14 grants, and working to build and strengthen associations. However, the majority of Joe s time in Ghana was spent building a ten-year, hundred-volunteer program focused on developing all levels of the cashew industry in Ghana; he worked with farmers, associations, local businesses, Peace Corps staff, international NGOs, international businesses, exporters, and other Peace Corps Volunteers to develop the Cashew Initiative. While in Ghana Joe mainly learned the predominant language, Twi, but also dabbled in some of the more obscure local languages. At GULC Joe plans to focus on international law and to participate in the joint degree program to obtain a Masters in Science of Foreign Service at Georgetown. Gil Shefer Gil Shefer graduated magna cum laude from the Leonard N. Stern School of Business at New York University in 2010 with a degree in Economics. While at NYU, Gil researched issues at the intersection of national security and the law, interning for three years at the Center on Law and Security at NYU Law. Upon graduation, Gil became a legal intern for the Office of the Prosecutor at the Special Court for Sierra Leone, working on the case of Charles Taylor, the former President of Liberia. Gil later returned to New York to serve as Visiting Fellow at the Center on Law and Security, focusing his research on Africa and the Middle East. In 2011, Gil became an economic consultant for the World Bank office in Kigali, Rwanda, where he led a tourism sector study under the supervision of Senior Economist Birgit Hansl. While in Rwanda, Gil also served as a pro-bono microfinance advisor for the Rwandan Minister of Gender and Family Promotion, the Honorable Aloisea Inyumba. Gil advised the Ministry on the initial stages of an innovative micro-finance strategy for rural women. Gil s areas of interest include international litigation and other areas of commercial law. Justin Simeone Justin is a PhD candidate in Politics and Social Policy at Princeton University. His doctoral research concentrates on international relations and comparative politics, with an emphasis on international law and migration policy. During , Justin was a Scholar in Residence at the Center for Human Rights and Global Justice within New York University School of Law. As a Liman Public Interest Law Fellow, he co-authored a human rights report entitled, Yon Je Louvri: Reducing Vulnerability to Sexual Violence in Haiti s IDP Camps. Justin has presented related research on international law and human rights at conferences organized by several organizations, including the American Society of International Law, the Midwest Political Science Association, and the Center for Economic and Social Rights. In , Justin received a UK Fulbright Scholarship to study member state cooperation on migration policy within the European Union. He subsequently completed an M.Sc. in Politics and Government in the European Union at the London School of Economics and Political Science. Prior to postgraduate study, Justin graduated summa cum laude with BA degrees in History and Political Science from the University of Mary Washington. During , he also served as Board of Directors Chairperson for the non-profit organization, Students Helping Honduras, which raised and distributed more than $1.2 million to empower children and families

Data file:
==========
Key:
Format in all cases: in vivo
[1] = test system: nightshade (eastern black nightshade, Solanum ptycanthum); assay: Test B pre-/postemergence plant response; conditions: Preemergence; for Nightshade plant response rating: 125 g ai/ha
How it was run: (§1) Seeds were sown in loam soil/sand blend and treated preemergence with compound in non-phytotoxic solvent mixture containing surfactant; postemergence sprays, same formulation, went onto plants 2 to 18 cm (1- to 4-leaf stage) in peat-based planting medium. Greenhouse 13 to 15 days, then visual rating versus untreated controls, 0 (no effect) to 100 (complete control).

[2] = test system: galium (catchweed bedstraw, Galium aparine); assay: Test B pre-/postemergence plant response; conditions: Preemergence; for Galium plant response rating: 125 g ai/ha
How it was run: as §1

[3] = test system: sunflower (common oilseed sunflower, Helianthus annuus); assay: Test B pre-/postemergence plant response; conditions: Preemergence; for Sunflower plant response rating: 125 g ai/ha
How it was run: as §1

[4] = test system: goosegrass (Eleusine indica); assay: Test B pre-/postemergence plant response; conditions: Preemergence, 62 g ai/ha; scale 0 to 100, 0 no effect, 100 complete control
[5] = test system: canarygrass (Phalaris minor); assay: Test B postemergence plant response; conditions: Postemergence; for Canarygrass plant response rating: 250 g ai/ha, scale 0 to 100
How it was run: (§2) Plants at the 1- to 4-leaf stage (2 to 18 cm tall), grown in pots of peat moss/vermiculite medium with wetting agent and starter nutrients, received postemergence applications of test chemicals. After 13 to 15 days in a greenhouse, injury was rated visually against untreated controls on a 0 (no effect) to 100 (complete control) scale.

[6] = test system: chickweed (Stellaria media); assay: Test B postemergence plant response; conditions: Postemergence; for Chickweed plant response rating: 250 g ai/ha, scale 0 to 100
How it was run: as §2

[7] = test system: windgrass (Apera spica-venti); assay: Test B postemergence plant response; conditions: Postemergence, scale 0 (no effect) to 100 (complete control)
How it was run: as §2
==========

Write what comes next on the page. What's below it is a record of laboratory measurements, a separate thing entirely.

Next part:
15 through access to homes, education, and microfinance. Justin has conducted field research related to human rights in several countries, including Haiti, Israel, and the United Kingdom. He speaks Spanish. Michael P. Smith Michael Smith graduated from the United States Military Academy in 2006 with a Bachelor of Science in International Relations and French. While at West Point, Michael studied in Senegal and France through the Foreign Academy Exchange Program. Upon graduating, he was commissioned as an infantry officer in the U.S. Army. During his time in the military, Michael served two tours throughout Iraq, totaling approximately two and a half years. While in the military, Michael also graduated with a Master of Business Administration from the University of Colorado. Upon leaving Active Duty military service, Michael worked as a contracted Peace Support Operations trainer for the U.S. Department of State s Africa Contingency Operations Training and Assistance (ACOTA) program. He served throughout Africa, training partner countries in peacekeeping operations. Michael s professional and academic interests include international and environmental law, domestic and foreign policy, and veterans issues. Michael is passionate in outdoor adventure recreation. He is fluent in French, and conversational in Spanish and Arabic. Libbie Walker Libbie was born and raised in the United States, Libbie Goldberg moved to Israel in 2005 to study at Tel Aviv University, graduating magna cum laude with a degree in Middle Eastern and African History. She then continued on to a Masters degree in the same department, with a focus on modern Turkish history. Libbie has coordinated an international workshop on the Arab-Israeli Conflict, bringing scholars from around the world to Israel for an intensive program of travel and lectures with Israeli and Palestinian academics and politicians. She also spent a summer in Cairo, Egypt in 2008 taking intensive Arabic language classes to further her studies. During her MA, Libbie was awarded the Suleyman Demirel Scholarship for Contemporary Turkish Studies to partake in the Turkish Language and Culture Program at Bogazici University in Istanbul, Turkey for two months. Libbie is completely fluent in Hebrew, having lived in Israel for the past seven years and studying in Hebrew for both of her degrees. She is also reading proficient in Modern Standard Arabic and Turkish, and has intermediate level speaking skills in the latter. Libbie is interested in a broad spectrum of international legal issues, but hopes to pursue a career that incorporates her vast experiences in the Middle East. Class of 2014 Andrew Adelman Andrew Adelman graduated with High Honors from the University of California, Berkeley in 2010 with dual degrees in Public Health and Development Studies and a